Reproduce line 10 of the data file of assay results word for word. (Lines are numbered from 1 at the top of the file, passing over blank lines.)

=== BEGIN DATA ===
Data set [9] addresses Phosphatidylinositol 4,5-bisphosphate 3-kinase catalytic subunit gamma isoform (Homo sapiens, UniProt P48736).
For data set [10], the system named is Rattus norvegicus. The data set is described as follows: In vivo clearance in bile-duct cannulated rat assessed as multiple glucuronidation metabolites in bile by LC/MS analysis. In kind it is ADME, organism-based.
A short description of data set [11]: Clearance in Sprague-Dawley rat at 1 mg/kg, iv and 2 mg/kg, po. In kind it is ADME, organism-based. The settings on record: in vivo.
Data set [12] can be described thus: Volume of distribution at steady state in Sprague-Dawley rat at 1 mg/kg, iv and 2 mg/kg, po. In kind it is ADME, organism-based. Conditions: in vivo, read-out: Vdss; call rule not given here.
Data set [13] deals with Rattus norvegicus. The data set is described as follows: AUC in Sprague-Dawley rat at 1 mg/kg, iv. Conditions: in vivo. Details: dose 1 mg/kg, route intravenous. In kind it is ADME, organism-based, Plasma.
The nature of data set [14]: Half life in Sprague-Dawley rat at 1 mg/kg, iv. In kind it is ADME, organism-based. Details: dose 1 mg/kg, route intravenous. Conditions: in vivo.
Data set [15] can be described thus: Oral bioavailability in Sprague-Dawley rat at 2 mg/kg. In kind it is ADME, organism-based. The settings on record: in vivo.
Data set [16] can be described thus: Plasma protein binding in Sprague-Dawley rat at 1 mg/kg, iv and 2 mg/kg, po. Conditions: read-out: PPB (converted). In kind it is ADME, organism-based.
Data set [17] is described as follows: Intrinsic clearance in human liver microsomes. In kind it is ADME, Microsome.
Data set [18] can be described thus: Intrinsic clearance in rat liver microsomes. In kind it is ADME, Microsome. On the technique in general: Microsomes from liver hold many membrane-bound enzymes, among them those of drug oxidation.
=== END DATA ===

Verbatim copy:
Data set [18] can be described thus: Intrinsic clearance in rat liver microsomes. In kind it is ADME, Microsome. On the technique in general: Microsomes from liver hold many membrane-bound enzymes, among them those of drug oxidation.